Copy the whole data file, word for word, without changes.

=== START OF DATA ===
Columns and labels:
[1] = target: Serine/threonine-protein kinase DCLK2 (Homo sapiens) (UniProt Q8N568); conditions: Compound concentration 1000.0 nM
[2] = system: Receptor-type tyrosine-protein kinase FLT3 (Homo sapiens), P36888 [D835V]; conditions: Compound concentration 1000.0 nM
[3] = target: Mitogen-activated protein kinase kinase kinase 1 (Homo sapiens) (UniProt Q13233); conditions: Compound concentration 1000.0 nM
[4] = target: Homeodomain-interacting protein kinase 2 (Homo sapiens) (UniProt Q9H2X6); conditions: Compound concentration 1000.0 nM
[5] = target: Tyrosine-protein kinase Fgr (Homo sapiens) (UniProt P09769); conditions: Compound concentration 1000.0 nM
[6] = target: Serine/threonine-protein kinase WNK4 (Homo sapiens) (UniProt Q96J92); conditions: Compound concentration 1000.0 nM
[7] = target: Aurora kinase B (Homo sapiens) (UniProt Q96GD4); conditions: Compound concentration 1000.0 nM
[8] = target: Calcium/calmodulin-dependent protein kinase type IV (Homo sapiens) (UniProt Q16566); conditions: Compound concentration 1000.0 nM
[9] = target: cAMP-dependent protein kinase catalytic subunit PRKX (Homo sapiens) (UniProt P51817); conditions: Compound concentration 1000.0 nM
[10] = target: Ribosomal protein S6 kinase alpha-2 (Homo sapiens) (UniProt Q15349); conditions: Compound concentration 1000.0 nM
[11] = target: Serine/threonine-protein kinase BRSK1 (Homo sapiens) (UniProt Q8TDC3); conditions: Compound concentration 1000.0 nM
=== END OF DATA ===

Columns and labels:
[1] = target: Serine/threonine-protein kinase DCLK2 (Homo sapiens) (UniProt Q8N568); conditions: Compound concentration 1000.0 nM
[2] = system: Receptor-type tyrosine-protein kinase FLT3 (Homo sapiens), P36888 [D835V]; conditions: Compound concentration 1000.0 nM
[3] = target: Mitogen-activated protein kinase kinase kinase 1 (Homo sapiens) (UniProt Q13233); conditions: Compound concentration 1000.0 nM
[4] = target: Homeodomain-interacting protein kinase 2 (Homo sapiens) (UniProt Q9H2X6); conditions: Compound concentration 1000.0 nM
[5] = target: Tyrosine-protein kinase Fgr (Homo sapiens) (UniProt P09769); conditions: Compound concentration 1000.0 nM
[6] = target: Serine/threonine-protein kinase WNK4 (Homo sapiens) (UniProt Q96J92); conditions: Compound concentration 1000.0 nM
[7] = target: Aurora kinase B (Homo sapiens) (UniProt Q96GD4); conditions: Compound concentration 1000.0 nM
[8] = target: Calcium/calmodulin-dependent protein kinase type IV (Homo sapiens) (UniProt Q16566); conditions: Compound concentration 1000.0 nM
[9] = target: cAMP-dependent protein kinase catalytic subunit PRKX (Homo sapiens) (UniProt P51817); conditions: Compound concentration 1000.0 nM
[10] = target: Ribosomal protein S6 kinase alpha-2 (Homo sapiens) (UniProt Q15349); conditions: Compound concentration 1000.0 nM
[11] = target: Serine/threonine-protein kinase BRSK1 (Homo sapiens) (UniProt Q8TDC3); conditions: Compound concentration 1000.0 nM